‘Best’ days of our lives
During family gatherings throughout the year, uncles and aunts coax students to share their experiences at school.
“So how many girlfriends do you have, Joe?” “You spend all your summer job money on booze yet, Emily?”
Before you can deflect the flurry of questions, Uncle Tom has already begun reminiscing about his own time at university which always seem to end in, “Those were the best days of my life.” Millions of nostalgic uncles and aunts cherish their university or college experiences and get excited when given a chance to reflect on them.
Their tales are about peak versions of themselves: fearless, young adults that threw themselves into wild situations which always resulted in laughs.
They were admittedly out of control but still, it was a period of pure bliss.
This type of reminiscing has entrenched itself within our culture.
As Red Bull claims: “No one wishes they’d slept more through college.” There is a slew of movies that presents post-secondary education as an eight-month all-inclusive carnival.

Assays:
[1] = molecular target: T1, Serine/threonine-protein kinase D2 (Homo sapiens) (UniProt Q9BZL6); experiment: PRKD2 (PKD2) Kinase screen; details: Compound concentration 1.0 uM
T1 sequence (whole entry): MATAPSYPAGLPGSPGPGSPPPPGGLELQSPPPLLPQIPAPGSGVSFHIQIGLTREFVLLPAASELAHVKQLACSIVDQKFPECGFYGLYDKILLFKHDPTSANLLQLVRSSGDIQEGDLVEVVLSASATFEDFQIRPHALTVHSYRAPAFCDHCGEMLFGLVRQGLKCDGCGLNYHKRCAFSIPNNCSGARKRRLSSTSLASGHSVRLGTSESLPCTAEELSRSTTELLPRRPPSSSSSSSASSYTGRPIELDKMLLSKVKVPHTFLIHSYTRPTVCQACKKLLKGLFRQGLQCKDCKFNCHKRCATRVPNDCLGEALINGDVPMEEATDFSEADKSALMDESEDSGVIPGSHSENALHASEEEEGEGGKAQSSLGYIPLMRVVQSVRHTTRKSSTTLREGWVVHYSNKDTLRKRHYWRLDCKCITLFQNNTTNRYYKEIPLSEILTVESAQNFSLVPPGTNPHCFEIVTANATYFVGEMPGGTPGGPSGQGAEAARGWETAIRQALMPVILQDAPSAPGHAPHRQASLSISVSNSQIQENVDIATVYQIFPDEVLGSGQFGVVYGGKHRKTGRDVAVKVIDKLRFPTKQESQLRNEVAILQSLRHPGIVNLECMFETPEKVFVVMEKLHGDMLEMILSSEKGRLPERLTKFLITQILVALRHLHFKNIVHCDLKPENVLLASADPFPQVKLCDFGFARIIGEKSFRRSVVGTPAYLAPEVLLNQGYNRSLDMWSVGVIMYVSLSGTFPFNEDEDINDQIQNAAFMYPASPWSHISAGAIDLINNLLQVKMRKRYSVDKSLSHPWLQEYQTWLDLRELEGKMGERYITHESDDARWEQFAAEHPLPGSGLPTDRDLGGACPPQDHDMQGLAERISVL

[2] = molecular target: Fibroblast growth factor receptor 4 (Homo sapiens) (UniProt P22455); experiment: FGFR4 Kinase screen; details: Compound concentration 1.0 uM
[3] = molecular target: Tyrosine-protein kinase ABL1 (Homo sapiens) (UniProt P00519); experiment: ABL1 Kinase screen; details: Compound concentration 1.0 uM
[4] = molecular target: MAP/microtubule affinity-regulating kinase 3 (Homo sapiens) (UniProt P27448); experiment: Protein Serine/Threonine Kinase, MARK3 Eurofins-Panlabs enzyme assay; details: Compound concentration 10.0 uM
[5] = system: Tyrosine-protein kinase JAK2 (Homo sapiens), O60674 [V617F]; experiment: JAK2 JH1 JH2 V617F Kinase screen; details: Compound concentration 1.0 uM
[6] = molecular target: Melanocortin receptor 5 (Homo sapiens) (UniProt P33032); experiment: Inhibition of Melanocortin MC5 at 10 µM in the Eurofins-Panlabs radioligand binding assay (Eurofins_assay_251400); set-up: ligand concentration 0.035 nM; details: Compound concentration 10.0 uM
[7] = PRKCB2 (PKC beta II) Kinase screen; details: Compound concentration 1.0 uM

It’s presented as a place where young kids engage in their wildest fantasies, only to wish they could return after they are part of the “real world.”
When these ideas become standardized within the population’s upbringing, it becomes confusing for those that are really living inside the moment. The student needs to constantly wonder, “am I doing this thing right?”
My focus isn’t on media portrayal but about calling attention to the the process of placing expectations on someone’s personal experience, especially when they’re are as weird as this one.
School has been really fun but these better not be the best days of my life.
That’s comparable to watching a movie, only for a disclaimer to come up at the half an hour mark that says: “This is the best part of the movie, it just gets worse from here.” Why would I want to finish that movie?
That’s how nonsensical and depressing that projection of the university life ends up being.
Ultimately, I think the expectations and reverence surrounding the university experience are based on it being a time and space where we’re allowed to make mistakes.
It’s not exclusively just the wild nights that aunts and uncles miss, it’s the freedom to mess up without the increased consequences that accompany adulthood. Therefore, forget about the pressure to make university the peak of your human existence.
It makes no sense and contradicts what you can gain from the experience. It’s about figuring out what the “best days of your life” specifically mean for you.A trial and error approach where we can learn what we’re passionate about as well as the types of things we want to avoid.
Set yourself up for “the best days of your life” instead of facing the pressure to use them all up now.